This webinar was part of the 2020 Policy Salon on the theme, “The Importance of Good Governance in the COVID-19 Era, from the Local to the Global.” Watch the video recording here:
Indigenous public health physicians, Dr. Behn Smith and Dr. Waters, will reflect on B.C.’s commitment to a new relationship with Indigenous peoples, including the Declaration on the Rights of Indigenous Peoples Act, and challenges with implementation during the pandemic. The unprecedented measures enacted during COVID-19 have illuminated tensions between mainstream policy and legislation and Indigenous peoples’ inherent rights.
Indigenous Land Acknowledgement and Welcome: Elder Larry Grant, Musqueam
Welcome remarks: SPPGA Director Allison Macfarlane
Co-Presenters: Dr. Danièle Behn Smith, Deputy Provincial Health Officer, Indigenous Health, B.C., and Dr. Shannon Waters, Medical Health Officer, Vancouver Island Health Authority
Moderator: Professor Sheryl Lightfoot (SPPGA; Political Science, UBC)
Dr. Danièle Behn Smith, Deputy Provincial Health Officer, Indigenous Health, has been working to support Indigenous health in the Office of the Provincial Health Officer since 2015. Dr. Behn Smith works alongside Dr. Bonnie Henry, Provincial Health Officer. Dr. Behn Smith provides independent advice and support to the Ministry of Health on Indigenous health issues. In support of the ministry’s strategic agenda, Dr. Behn Smith works in meaningful partnership with Indigenous collectives, communities and organizations to advance wellness and disrupt colonial practices and policies. Dr. Behn Smith is Eh Cho Dene (Big Animal People) of the Fort Nelson First Nation in B.C. with French Canadian/Métis roots in the Red River Valley. Since getting her Doctor of Medicine from McMaster University and completing residencies at the universities of Ottawa and Manitoba, Dr. Behn Smith’s career has spanned the country and the globe. She has practiced rural medicine in remote and First Nations communities across Canada. She was a board director for the Indigenous Physicians Association of Canada, the director of education for the University of Alberta’s Indigenous Health Initiatives Program and the site director of the University of British Columbia’s Aboriginal Family practice residency. Since 2014, she has transitioned to a functional medicine practice. Functional medicine is a complex systems biology approach to family practice that resonates with Indigenous approaches to health and healing.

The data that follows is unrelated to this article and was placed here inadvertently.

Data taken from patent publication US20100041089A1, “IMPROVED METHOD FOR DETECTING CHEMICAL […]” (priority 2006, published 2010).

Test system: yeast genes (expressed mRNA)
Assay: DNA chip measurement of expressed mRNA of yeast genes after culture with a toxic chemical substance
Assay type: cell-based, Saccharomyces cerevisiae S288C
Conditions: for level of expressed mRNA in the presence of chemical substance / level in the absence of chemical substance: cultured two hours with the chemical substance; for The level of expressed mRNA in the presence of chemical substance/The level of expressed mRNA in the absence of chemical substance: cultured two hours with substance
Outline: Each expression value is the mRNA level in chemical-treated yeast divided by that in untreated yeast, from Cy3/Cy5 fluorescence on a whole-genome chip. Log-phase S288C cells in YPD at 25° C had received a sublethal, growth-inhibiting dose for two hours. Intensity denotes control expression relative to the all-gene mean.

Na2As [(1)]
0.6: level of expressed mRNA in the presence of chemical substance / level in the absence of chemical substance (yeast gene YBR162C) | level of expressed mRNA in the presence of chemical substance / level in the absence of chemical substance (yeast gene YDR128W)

Dr. Shannon Waters is Coast Salish and a member of Stz’uminus First Nation on Vancouver Island. She completed the First Nations Family Practice program at the University of British Columbia and worked as a family doctor in Duncan, BC. While honored to work close to home Shannon became frustrated with seeing people mostly when they were unwell and wanted to focus on keeping people healthy in the first place so she returned to school and completed her specialty training in Public Health and Preventive Medicine. Shannon worked as the Director of Health Surveillance at First Nations and Inuit Health Branch and, at First Nations Health Authority as the Acting Senior Medical Officer for Vancouver Island Region. She has worked with Vancouver Island Health Authority as a Medical Director and with the Ministry of Health as the Aboriginal Physician Advisor. She is currently honored to have come full circle and to be working in her home territory as the local Medical Health Officer with Vancouver Island Health Authority. Dr. Waters is a Clinical Assistant Professor with the UBC School of Population and Public Health.
Dr. Sheryl Lightfoot is Canada Research Chair of Global Indigenous Rights and Politics and Associate Professor, School of Public Policy and Global Affairs and the Department of Political Science at the University of British Columbia. As one of the world’s experts in global Indigenous politics, Sheryl’s research specializes in complex questions of Indigenous peoples’ rights and how those rights are being claimed and negotiated in various political spaces. Her work explores both practical and theoretical aspects of implementation of Indigenous rights globally as well as in comparative domestic and regional contexts. Sheryl also currently serves as Senior Advisor to the UBC President on Indigenous Affairs. Sheryl is Anishinaabe from the Lake Superior Band of Ojibwe, enrolled at the Keweenaw Bay Community in northern Michigan.